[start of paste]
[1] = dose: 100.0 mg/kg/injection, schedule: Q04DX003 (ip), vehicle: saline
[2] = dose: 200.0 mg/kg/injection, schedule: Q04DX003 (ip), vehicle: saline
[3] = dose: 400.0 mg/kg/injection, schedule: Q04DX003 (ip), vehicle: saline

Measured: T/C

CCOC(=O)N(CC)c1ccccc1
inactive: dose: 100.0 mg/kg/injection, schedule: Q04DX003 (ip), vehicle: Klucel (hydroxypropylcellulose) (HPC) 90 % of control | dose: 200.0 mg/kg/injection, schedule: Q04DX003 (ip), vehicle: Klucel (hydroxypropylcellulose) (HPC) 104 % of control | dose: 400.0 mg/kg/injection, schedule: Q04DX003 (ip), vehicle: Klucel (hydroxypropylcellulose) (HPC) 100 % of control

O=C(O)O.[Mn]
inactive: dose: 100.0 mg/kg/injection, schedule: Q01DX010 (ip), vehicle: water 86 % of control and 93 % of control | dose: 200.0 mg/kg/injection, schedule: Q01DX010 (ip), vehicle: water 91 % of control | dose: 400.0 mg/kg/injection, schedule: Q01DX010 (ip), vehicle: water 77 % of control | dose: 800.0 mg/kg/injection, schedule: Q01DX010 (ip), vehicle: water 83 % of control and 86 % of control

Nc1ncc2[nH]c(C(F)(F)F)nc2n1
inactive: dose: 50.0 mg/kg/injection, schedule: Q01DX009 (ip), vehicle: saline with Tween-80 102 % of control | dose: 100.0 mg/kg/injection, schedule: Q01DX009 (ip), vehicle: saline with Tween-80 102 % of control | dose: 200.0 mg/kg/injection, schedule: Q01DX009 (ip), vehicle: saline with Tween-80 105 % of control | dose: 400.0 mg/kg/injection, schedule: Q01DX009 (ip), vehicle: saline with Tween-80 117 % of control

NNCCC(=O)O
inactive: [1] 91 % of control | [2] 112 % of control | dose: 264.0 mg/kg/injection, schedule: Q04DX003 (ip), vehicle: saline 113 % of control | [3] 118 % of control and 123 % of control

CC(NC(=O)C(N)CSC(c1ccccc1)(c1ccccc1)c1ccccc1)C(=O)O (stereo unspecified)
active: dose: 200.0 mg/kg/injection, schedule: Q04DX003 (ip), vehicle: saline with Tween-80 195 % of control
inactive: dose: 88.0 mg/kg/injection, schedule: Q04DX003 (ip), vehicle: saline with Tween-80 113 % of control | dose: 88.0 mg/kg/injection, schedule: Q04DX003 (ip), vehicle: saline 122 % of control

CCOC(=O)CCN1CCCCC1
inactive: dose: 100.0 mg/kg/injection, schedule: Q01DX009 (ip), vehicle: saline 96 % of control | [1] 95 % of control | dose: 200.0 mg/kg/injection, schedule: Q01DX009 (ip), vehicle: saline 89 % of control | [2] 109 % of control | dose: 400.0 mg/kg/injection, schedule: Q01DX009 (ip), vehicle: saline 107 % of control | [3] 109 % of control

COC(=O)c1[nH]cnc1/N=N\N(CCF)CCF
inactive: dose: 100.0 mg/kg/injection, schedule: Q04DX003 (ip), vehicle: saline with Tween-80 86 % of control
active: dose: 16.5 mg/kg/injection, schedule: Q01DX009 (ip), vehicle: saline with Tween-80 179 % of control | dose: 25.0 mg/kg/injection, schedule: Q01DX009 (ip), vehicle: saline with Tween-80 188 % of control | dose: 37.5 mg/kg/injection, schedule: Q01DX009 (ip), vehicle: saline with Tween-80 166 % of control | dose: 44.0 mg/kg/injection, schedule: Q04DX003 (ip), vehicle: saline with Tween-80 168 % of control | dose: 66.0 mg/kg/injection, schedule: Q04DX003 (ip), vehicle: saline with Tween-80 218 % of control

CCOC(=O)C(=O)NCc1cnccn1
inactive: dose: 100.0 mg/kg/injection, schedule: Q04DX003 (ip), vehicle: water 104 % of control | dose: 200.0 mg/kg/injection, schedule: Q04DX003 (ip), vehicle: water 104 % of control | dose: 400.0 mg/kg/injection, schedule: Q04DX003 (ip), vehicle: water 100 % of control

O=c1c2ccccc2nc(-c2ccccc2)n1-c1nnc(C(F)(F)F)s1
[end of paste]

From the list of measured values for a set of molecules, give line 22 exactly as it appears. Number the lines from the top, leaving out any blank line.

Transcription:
inactive: dose: 100.0 mg/kg/injection, schedule: Q04DX003 (ip), vehicle: water 104 % of control | dose: 200.0 mg/kg/injection, schedule: Q04DX003 (ip), vehicle: water 104 % of control | dose: 400.0 mg/kg/injection, schedule: Q04DX003 (ip), vehicle: water 100 % of control